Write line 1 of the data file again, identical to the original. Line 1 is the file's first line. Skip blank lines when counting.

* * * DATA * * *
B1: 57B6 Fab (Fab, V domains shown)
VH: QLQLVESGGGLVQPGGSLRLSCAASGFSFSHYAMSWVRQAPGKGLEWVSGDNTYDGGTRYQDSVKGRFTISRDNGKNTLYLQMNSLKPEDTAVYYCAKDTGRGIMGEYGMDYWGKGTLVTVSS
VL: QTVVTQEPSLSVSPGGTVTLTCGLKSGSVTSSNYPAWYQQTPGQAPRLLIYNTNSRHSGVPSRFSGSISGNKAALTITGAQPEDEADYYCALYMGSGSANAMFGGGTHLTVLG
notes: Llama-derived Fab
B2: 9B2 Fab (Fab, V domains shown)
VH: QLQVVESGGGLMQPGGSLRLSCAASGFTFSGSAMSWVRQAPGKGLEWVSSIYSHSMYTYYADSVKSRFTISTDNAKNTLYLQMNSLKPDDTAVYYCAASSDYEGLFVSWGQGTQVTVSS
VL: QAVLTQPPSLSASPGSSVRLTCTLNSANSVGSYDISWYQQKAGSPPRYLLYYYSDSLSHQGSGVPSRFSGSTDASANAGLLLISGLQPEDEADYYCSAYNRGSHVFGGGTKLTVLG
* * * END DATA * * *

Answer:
B1: 57B6 Fab (Fab, V domains shown)